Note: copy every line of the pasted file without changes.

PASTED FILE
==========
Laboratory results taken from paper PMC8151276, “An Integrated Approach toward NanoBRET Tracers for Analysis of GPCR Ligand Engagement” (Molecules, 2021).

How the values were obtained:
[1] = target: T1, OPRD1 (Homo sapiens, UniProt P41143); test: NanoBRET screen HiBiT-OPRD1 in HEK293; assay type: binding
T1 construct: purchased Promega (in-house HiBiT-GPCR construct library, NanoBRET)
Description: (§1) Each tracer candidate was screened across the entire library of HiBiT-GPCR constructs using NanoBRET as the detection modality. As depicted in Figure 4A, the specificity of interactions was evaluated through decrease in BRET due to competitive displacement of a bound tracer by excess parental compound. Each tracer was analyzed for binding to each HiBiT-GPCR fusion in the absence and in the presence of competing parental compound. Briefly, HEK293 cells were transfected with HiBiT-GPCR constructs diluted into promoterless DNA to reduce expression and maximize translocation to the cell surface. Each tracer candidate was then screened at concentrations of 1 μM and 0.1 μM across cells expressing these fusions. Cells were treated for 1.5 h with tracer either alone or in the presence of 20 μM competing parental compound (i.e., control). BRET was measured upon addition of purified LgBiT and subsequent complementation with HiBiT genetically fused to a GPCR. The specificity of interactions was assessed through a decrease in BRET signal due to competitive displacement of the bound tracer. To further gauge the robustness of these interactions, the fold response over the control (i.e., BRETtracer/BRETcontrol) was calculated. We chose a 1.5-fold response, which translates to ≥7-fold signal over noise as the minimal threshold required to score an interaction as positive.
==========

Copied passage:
Laboratory results taken from paper PMC8151276, “An Integrated Approach toward NanoBRET Tracers for Analysis of GPCR Ligand Engagement” (Molecules, 2021).

How the values were obtained:
[1] = target: T1, OPRD1 (Homo sapiens, UniProt P41143); test: NanoBRET screen HiBiT-OPRD1 in HEK293; assay type: binding
T1 construct: purchased Promega (in-house HiBiT-GPCR construct library, NanoBRET)
Description: (§1) Each tracer candidate was screened across the entire library of HiBiT-GPCR constructs using NanoBRET as the detection modality. As depicted in Figure 4A, the specificity of interactions was evaluated through decrease in BRET due to competitive displacement of a bound tracer by excess parental compound. Each tracer was analyzed for binding to each HiBiT-GPCR fusion in the absence and in the presence of competing parental compound. Briefly, HEK293 cells were transfected with HiBiT-GPCR constructs diluted into promoterless DNA to reduce expression and maximize translocation to the cell surface. Each tracer candidate was then screened at concentrations of 1 μM and 0.1 μM across cells expressing these fusions. Cells were treated for 1.5 h with tracer either alone or in the presence of 20 μM competing parental compound (i.e., control). BRET was measured upon addition of purified LgBiT and subsequent complementation with HiBiT genetically fused to a GPCR. The specificity of interactions was assessed through a decrease in BRET signal due to competitive displacement of the bound tracer. To further gauge the robustness of these interactions, the fold response over the control (i.e., BRETtracer/BRETcontrol) was calculated. We chose a 1.5-fold response, which translates to ≥7-fold signal over noise as the minimal threshold required to score an interaction as positive.